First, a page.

Karen has a T7 complete injury and has spent two years in bed because of a recurring pressure ulcer that dates back more than a decade.
“It’s at the top of my leg, It’s right on the crease of the leg so it’s very hard to dress. Back in 2007, when it first appeared, I had it debrided successfully, was in a spinal unit for one month and in four months it had healed. There is some scar tissue, so I’ve always been aware of the risk of a recurrence and extra careful as a result.
“I’ve trained my partner of 28 years, and my support workers, to look out for red marks. And if we’re in any doubt, we’ll contact the District Nurse. It was a support worker who spotted a red mark in the same location. I started bed rest straight away and two days later the DN confirmed a grade 1 pressure ulcer.
“I knew bed rest was the best solution, but I was still getting up for showering and bowel management. If I’m honest, I wasn’t ready to give up on that level of independence and I thought that at least by limiting my time in the chair, that should be enough to let it heal.
“But it wasn’t healing this time as well as it had before. I’m 58 now, am going through the menopause, and I’m very conscious of the adverse effects ageing and hormonal changes have had on my skin’s ability to heal. Hot flushes make it harder to keep cool, which can be detrimental to skin integrity. I’ve also put on weight – the triple whammy of the menopause, enforced bed rest and a need to eat to keep my protein intake up to aid healing – which makes me even more conscious of the importance of relieving pressure.
“District Nurses treat the wound, dressing and medicating as needed. We’ve tried most things. From Medihoney to Aquacel Ag to VAC (vacuum-assisted closure). But it still wouldn’t heal and became infected. This time last year, I had an outpatient appointment with the consultant at Southport Spinal Centre. I was stretchered there in an ambulance and they discovered it was 5cm deep and tracking below the surface of the skin. Diagnosed a grade 4 pressure ulcer.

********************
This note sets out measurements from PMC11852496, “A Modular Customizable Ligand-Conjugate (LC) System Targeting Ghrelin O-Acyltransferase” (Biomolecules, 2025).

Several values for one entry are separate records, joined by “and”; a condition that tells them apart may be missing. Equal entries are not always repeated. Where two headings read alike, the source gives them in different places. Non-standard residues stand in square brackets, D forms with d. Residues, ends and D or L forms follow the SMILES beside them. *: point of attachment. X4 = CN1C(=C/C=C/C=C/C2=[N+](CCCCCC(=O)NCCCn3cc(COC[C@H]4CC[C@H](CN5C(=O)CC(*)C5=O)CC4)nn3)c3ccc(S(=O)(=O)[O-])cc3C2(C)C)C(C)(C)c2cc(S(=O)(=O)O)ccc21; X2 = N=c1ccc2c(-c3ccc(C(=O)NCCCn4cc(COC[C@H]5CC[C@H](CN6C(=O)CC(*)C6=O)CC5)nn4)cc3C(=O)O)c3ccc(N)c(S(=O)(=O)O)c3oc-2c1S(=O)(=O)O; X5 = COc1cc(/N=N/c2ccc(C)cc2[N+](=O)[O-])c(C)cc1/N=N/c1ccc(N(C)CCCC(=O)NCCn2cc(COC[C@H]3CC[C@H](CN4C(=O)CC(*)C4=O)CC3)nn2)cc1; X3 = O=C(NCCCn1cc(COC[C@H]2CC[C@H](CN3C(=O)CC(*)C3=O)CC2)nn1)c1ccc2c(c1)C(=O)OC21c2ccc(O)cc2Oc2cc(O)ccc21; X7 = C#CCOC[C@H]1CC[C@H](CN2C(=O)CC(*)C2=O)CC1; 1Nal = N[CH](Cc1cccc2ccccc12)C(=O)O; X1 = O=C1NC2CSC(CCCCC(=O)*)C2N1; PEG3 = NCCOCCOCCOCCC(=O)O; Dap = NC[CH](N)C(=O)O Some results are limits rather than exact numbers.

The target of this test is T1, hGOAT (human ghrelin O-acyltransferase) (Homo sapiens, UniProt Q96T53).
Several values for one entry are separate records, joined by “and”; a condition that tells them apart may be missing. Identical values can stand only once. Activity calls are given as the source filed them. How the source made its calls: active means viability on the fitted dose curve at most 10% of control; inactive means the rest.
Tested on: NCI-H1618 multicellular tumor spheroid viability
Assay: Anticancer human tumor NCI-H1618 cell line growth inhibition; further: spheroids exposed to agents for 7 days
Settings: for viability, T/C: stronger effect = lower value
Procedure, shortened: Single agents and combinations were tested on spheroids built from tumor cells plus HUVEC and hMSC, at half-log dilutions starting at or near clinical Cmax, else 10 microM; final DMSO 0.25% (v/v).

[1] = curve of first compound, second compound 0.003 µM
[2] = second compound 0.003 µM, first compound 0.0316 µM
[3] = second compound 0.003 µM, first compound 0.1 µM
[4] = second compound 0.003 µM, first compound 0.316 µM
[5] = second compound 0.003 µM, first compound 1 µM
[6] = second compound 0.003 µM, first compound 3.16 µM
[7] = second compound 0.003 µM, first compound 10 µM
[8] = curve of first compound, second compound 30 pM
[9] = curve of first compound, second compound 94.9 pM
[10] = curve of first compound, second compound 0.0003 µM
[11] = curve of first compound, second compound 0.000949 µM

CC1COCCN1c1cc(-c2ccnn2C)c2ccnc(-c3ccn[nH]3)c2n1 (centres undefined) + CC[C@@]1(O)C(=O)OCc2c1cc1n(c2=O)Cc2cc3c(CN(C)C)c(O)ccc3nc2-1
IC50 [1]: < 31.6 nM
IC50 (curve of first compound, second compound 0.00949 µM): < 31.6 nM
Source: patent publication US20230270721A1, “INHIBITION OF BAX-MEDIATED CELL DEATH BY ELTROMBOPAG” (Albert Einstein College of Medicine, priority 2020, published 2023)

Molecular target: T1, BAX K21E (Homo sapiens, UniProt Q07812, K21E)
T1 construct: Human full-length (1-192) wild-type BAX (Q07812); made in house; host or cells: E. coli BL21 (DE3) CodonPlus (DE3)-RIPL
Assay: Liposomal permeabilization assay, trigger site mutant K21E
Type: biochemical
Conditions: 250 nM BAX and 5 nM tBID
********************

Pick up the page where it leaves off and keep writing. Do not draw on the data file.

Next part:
“I’m now on the waiting list for surgery, which has unfortunately been delayed further by Covid-19 and confusion around which spinal centre I should be under (Southport or Oswestry – I live in North Wales). Surgery will mean a three-month stay in hospital and a 90% chance of healing. I made the decision to stop my usual showering and bowel routine so that I wasn’t having to mobilise and add extra pressure.
“I’ve already invested in a profiling bed, and because I find it hard to turn myself in bed, with the support of DN, the local health authority provided me with a Talley mattress and a ToTo lateral turning system (which sits under the mattress and turns me from side to side). It’s helped a lot with pressure relief, and it’s given me back a bit of the independence and control I had to relinquish.
“In terms of advice, with regards to prevention: stay vigilant, train family members, support workers, PAs in what to look for. Ask them to use a camera so you can see any marks and improvement for yourself, make sure you get involved in the treatment as you’ll feel more empowered. Encourage the same healthcare professional to take measurements (wherever possible) as consistency is crucial, both for monitoring purposes and for your peace of mind. Take bed rest as soon as you spot a red mark and stay there until it’s gone. Whilst on bedrest remember there is a possibility of DVT and consider wearing support socks. I take vitamin D because I need to supplement the lack of sunshine I’m getting on my skin, and vitamin C to help with the healing process. It’s really important to think about your wheelchair cushion and have regular pressure mapping updates to make sure it’s right for you as your posture changes over time.
“And try to keep yourself busy – it’s all about distraction! I was made redundant from my role as an Equalities Advisor for a local authority. But I volunteer for organisations who need assistance, updating policies and advising on access issues which keeps my mind active and my knowledge up to date. I’ve also taken up embroidery – for the first time since leaving school! And I’ve been crocheting and selling toys. It’s incredibly difficult and frustrating to be stuck in bed when you feel well in yourself. Looking after your mental health is as vital as getting the physical, medical care and advice you need for your pressure ulcer to heal.”